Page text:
Thursday, June 26, 2008

Master Japanese Taiko drummer Oguchi dies


Master Japanese drummer Oguchi dies

By YURI KAGEYAMA, Associated Press Writer2 hours, 16 minutes ago

TOKYO (AP) — Master Japanese drummer Daihachi Oguchi, who led the spread of the art of "taiko" drumming to the U.S. and throughout Japan, has died after being hit by a car, an official at his ensemble said. He was 84.

Oguchi was crossing the street when he was struck by the car Thursday. He was rushed to the hospital but died of excessive bleeding early Friday, said Yuken Yagasaki of Osuwa Daiko, the group in Nagano prefecture (state) in northern Japan that Oguchi had led.

Oguchi helped found top U.S. taiko groups, including San Francisco Taiko Dojo, which has performed in Hollywood movies and on international tours since its founding 40 years ago.

A former jazz musician, Oguchi was one of the first to elevate the traditional folk sounds of taiko to modern music played in concert halls, not just festivals and shrines.

He led and starred in the performance of drumming and dance at the closing ceremony of the 1998 Nagano Olympics.

"Your heart is a taiko. All people listen to a taiko rhythm dontsuku-dontsuku in their mother's womb," Oguchi told The Associated Press at that time. "It's instinct to be drawn to taiko drumming."

Charming, fiery and vivacious, Oguchi had been scheduled to perform with Kodo, a well known taiko group, later this year, although he was in failing health in recent years.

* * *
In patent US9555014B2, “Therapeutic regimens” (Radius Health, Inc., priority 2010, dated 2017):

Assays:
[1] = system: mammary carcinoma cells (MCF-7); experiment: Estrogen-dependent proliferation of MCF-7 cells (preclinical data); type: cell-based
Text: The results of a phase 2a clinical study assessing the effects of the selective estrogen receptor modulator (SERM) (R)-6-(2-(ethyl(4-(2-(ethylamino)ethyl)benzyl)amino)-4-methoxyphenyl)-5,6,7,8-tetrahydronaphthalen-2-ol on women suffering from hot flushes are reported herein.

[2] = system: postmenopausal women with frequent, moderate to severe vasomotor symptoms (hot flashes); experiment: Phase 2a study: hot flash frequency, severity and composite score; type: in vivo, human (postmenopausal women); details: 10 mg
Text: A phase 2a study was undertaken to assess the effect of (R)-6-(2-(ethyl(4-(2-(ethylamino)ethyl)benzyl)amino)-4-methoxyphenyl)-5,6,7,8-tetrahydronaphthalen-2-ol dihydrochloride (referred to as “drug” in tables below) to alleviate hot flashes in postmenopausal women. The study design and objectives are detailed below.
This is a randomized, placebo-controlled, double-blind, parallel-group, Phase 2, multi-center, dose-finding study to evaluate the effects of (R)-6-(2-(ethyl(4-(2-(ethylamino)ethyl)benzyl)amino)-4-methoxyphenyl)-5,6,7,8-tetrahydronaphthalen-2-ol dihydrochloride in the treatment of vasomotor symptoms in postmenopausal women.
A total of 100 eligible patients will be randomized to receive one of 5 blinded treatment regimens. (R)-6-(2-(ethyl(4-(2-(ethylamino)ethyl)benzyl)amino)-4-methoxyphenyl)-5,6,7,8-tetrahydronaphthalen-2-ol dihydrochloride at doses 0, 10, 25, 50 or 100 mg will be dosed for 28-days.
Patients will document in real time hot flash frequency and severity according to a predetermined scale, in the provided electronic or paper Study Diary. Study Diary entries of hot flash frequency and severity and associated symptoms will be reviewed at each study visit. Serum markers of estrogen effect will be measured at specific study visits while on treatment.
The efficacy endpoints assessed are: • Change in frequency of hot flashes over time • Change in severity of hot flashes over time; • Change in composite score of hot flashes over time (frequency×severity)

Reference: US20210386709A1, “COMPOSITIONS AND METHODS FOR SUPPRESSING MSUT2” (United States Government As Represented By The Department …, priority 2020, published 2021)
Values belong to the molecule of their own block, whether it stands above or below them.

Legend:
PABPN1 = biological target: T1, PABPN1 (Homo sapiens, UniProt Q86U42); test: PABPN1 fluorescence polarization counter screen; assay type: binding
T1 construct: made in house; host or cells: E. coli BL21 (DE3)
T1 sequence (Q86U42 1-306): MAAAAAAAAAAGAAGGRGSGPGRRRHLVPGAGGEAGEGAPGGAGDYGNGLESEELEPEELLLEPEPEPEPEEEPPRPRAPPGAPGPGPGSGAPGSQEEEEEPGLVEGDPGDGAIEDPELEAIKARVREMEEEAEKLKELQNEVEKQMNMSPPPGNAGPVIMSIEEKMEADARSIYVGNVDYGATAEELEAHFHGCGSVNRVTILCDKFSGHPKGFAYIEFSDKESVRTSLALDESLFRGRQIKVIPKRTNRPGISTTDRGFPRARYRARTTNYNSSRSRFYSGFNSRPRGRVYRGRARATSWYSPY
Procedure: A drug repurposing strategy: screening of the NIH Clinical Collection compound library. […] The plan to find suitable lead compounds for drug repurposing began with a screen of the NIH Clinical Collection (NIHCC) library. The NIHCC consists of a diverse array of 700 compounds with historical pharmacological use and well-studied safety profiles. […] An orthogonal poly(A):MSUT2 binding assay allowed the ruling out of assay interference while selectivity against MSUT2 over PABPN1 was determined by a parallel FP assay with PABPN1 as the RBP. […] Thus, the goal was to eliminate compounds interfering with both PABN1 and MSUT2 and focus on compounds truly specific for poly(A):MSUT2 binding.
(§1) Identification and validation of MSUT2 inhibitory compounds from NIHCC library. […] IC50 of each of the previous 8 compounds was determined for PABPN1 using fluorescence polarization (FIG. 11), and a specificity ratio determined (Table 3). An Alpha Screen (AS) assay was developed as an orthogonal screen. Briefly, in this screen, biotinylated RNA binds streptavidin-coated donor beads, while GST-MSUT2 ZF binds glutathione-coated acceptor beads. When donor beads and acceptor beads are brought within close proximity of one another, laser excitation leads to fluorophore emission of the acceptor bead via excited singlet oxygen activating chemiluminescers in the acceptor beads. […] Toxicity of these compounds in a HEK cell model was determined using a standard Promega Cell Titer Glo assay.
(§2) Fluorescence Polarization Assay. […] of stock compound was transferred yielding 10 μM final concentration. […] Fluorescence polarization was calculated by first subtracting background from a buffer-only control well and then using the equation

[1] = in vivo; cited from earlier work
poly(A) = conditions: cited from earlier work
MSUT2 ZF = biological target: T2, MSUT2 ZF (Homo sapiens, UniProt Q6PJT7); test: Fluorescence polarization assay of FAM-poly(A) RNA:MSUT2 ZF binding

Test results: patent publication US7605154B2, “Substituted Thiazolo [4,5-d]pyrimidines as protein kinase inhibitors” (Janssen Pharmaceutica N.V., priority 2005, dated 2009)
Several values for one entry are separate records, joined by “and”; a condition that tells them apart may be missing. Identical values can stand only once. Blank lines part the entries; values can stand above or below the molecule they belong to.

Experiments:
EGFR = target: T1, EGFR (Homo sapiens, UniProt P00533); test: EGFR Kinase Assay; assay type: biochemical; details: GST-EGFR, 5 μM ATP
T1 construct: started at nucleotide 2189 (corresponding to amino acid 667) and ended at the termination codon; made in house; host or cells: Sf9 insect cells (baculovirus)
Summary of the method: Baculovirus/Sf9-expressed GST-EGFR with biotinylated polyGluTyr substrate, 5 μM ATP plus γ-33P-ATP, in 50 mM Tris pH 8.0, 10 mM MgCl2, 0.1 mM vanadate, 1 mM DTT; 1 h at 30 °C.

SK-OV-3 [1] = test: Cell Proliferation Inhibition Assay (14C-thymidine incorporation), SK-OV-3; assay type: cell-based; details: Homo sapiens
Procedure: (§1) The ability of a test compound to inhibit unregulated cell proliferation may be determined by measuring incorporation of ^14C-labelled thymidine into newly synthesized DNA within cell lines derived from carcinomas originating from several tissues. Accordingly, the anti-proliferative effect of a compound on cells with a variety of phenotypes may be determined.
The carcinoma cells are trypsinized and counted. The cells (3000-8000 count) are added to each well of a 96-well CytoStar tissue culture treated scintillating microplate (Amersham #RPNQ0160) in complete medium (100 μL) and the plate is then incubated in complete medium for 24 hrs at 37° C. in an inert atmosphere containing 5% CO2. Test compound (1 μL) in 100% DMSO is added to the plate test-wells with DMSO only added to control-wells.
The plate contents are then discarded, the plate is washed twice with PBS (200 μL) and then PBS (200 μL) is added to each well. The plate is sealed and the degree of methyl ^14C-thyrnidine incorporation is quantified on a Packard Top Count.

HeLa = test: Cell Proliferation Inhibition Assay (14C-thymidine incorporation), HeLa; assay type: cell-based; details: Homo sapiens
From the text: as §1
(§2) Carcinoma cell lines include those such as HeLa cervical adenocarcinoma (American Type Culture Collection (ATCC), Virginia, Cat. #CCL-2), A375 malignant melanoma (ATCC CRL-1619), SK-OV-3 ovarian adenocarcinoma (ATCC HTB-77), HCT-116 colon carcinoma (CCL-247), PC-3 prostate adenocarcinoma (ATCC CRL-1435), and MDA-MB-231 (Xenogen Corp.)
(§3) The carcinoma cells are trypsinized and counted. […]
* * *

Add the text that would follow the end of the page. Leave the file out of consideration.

Along with Kabuki theater and "ukiyoe" woodblock prints, taiko is one of Japan's most popular — and respected — art forms in the West. Part dance and part athletics, modern taiko can be dazzlingly visual and acrobatically physical.

Taiko, especially the big ones that tower over the drummers, make dramatic booming sounds. A taiko drum is made from a single hollowed out tree trunk with cowhide strapped tightly across it.

"In taiko, man becomes the sound. In taiko, you can hear the sound through your skin," is the way Oguchi described it in the AP interview.

Thanks partly to Oguchi and his followers' efforts, hundreds of taiko groups, both professional and amateur, have sprung up not only throughout Japan but also in the U.S., Brazil, Europe and other nations.

Oguchi also was one of the first composers of modern taiko, writing catchy tunes based on historical themes, such as samurai storming on horses, and helping make taiko a household word in Japan.

Yagasaki said other details such as funeral arrangements and information on Oguchi's family won't be available until later Friday.



greetings from Japan

Kevin said...

Greetings! Thank you for visiting.